The epidemic of the coronavirus disease 2019 (COVID-19) constitutes a public health emergency of international concern, and poses a major threat to human life. As of April 30, 2020, >4.5 million people worldwide have fallen ill and >2,900,000 have died (1). The extent and impact of COVID-19 far exceed those of severe acute respiratory syndrome (SARS) (2). Frontline healthcare professionals and infected patients have always been the groups of most concern, but concern has been extended to the general population, including the psychological effects of coronavirus on anxiety, depression, helplessness and stigma (3–5). Fortunately, the morbidity of adolescents has been low during the epidemic; however, that does not mean that they have not been affected. Colizzi et al. reported a case of symptom exacerbation of a severe and persistent somatic, triggered by the fear of having COVID-19, and after treatment with the antipsychotic, dietary counseling, psychological support, the symptoms were significantly improved (6).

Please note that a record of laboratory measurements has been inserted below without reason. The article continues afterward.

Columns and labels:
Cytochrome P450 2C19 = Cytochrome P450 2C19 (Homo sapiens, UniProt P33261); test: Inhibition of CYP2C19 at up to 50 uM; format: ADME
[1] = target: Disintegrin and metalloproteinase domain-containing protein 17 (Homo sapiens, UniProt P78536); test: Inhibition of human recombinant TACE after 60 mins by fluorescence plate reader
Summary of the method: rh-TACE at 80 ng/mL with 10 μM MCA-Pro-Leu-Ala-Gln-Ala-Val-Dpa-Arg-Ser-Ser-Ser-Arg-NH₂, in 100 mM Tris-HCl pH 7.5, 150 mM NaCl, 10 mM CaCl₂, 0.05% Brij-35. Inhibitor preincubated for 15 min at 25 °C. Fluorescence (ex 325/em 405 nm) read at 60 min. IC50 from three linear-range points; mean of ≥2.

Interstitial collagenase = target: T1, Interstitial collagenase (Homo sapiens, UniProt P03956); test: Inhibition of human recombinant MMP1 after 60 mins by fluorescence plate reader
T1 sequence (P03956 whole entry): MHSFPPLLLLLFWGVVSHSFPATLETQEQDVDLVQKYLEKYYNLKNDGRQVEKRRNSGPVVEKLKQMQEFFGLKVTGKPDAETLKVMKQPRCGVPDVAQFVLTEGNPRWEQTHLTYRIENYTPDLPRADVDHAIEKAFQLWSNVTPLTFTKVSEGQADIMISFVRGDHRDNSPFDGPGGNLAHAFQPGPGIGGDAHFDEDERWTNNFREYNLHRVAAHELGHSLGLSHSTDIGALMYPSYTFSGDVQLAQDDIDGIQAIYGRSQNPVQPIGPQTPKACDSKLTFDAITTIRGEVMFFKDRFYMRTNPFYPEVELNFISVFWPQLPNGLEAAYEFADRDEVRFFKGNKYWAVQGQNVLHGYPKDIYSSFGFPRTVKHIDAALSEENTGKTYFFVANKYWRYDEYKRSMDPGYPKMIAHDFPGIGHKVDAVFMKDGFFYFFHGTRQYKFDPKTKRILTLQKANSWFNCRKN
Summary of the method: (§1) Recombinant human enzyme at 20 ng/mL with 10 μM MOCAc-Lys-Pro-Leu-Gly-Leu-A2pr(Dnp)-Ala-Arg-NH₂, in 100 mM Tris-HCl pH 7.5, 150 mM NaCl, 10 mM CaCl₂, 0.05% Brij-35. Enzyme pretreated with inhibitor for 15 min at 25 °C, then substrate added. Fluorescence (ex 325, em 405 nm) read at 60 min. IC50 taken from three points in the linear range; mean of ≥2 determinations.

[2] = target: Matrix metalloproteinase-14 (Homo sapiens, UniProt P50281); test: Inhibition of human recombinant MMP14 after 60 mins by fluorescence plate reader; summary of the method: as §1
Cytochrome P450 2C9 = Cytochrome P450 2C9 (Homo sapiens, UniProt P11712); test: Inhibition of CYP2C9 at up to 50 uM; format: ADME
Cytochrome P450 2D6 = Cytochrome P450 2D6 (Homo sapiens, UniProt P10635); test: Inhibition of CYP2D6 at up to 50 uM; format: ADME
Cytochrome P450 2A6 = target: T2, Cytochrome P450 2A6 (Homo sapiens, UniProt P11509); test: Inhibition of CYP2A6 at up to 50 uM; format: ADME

Adolescence is an important stage of psychological development, and the psychological and mental problems of many adults are affected by this period (7, 8). The core risks of this period are the development of symptoms and syndromes of anxiety that may range from transient mild symptoms to full-blown anxiety disorders. For adolescents between the ages of 13 and 16 years, the COVID-19 epidemic is a huge source of stress, similar to that of the SARS epidemic (9), which they have not previously encountered. Almost all of them have been isolated at home, with a small number of patients, and some are close contacts of patients, suspected patients or medical workers. Therefore, the direct and indirect psychological impact of the epidemic cannot be ignored. However, few studies have investigated the psychological impact of COVID-19 on adolescents aged 13–16 years in China.
In this study, we wanted to understand the psychological status of this group during the epidemic, and determine the risk factors leading to psychological stress, as well as protective factors, in order to provide insights for potential interventions.
Materials and Methods
Participants and Procedure